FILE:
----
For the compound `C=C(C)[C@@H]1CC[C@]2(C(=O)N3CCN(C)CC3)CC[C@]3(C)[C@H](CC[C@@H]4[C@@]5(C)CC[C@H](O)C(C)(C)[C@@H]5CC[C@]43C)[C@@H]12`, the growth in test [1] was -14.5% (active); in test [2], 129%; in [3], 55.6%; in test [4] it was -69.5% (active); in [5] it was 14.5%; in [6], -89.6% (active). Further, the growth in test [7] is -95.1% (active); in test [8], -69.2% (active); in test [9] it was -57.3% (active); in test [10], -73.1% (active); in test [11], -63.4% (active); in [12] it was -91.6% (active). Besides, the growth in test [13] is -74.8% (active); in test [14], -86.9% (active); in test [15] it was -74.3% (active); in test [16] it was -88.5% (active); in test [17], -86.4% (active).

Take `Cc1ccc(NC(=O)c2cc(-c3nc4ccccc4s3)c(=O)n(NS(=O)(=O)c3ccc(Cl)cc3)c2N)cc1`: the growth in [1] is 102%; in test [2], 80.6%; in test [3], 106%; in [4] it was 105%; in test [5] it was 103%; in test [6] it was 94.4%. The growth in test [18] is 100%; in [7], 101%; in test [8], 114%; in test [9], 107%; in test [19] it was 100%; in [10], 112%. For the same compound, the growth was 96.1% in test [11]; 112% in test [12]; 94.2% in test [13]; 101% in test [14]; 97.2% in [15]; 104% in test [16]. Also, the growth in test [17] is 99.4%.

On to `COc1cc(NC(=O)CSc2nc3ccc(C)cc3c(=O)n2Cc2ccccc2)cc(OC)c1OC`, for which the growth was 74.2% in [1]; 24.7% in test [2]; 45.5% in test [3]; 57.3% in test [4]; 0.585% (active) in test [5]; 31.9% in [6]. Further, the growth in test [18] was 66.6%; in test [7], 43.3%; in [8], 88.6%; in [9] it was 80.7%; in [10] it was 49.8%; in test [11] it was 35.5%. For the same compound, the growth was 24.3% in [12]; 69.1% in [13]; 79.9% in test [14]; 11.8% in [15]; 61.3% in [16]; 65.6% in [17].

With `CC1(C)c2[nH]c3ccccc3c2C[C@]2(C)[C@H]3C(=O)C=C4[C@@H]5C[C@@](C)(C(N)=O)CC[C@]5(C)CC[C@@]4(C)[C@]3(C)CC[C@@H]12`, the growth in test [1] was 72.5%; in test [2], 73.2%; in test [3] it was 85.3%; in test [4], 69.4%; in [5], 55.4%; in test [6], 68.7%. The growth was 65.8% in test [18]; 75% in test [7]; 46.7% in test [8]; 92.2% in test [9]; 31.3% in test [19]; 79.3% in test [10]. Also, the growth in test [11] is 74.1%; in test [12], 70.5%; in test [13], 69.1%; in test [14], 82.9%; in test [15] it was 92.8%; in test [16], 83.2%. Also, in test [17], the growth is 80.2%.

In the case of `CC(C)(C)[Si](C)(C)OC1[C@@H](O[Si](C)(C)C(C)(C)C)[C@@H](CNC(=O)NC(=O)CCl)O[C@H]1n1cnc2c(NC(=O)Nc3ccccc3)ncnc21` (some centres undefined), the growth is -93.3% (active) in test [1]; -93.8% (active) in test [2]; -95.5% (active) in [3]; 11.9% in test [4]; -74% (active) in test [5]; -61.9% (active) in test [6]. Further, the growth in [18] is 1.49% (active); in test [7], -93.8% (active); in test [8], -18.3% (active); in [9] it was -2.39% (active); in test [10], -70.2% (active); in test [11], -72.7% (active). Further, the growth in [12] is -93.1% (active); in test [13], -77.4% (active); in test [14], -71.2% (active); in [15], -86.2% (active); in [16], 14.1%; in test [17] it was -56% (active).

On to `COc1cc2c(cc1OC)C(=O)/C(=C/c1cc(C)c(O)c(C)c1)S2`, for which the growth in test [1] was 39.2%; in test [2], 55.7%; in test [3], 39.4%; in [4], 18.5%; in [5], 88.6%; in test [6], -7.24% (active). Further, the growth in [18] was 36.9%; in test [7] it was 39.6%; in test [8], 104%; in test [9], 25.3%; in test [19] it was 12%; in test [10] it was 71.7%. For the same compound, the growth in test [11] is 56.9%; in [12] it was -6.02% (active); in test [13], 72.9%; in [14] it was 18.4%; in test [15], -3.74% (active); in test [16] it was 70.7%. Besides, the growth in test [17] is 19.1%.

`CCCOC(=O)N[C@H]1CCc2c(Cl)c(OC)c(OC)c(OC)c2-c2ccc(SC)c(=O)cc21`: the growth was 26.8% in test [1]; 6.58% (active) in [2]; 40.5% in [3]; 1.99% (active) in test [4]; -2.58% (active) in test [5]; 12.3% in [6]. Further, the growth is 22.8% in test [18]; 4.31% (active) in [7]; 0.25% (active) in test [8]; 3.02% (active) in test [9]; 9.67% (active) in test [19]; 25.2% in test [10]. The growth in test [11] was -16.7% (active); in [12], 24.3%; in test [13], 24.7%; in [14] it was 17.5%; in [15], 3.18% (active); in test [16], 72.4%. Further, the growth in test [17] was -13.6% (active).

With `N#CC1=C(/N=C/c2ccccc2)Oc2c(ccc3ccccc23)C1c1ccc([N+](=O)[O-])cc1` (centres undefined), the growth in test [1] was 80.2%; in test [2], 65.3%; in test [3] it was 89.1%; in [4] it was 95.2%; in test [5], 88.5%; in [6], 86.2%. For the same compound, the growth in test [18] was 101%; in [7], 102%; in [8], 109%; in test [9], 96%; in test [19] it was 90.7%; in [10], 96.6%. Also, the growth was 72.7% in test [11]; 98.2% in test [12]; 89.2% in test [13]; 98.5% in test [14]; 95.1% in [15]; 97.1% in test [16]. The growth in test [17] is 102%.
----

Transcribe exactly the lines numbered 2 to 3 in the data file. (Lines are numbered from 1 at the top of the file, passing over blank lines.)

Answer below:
Take `Cc1ccc(NC(=O)c2cc(-c3nc4ccccc4s3)c(=O)n(NS(=O)(=O)c3ccc(Cl)cc3)c2N)cc1`: the growth in [1] is 102%; in test [2], 80.6%; in test [3], 106%; in [4] it was 105%; in test [5] it was 103%; in test [6] it was 94.4%. The growth in test [18] is 100%; in [7], 101%; in test [8], 114%; in test [9], 107%; in test [19] it was 100%; in [10], 112%. For the same compound, the growth was 96.1% in test [11]; 112% in test [12]; 94.2% in test [13]; 101% in test [14]; 97.2% in [15]; 104% in test [16]. Also, the growth in test [17] is 99.4%.

On to `COc1cc(NC(=O)CSc2nc3ccc(C)cc3c(=O)n2Cc2ccccc2)cc(OC)c1OC`, for which the growth was 74.2% in [1]; 24.7% in test [2]; 45.5% in test [3]; 57.3% in test [4]; 0.585% (active) in test [5]; 31.9% in [6]. Further, the growth in test [18] was 66.6%; in test [7], 43.3%; in [8], 88.6%; in [9] it was 80.7%; in [10] it was 49.8%; in test [11] it was 35.5%. For the same compound, the growth was 24.3% in [12]; 69.1% in [13]; 79.9% in test [14]; 11.8% in [15]; 61.3% in [16]; 65.6% in [17].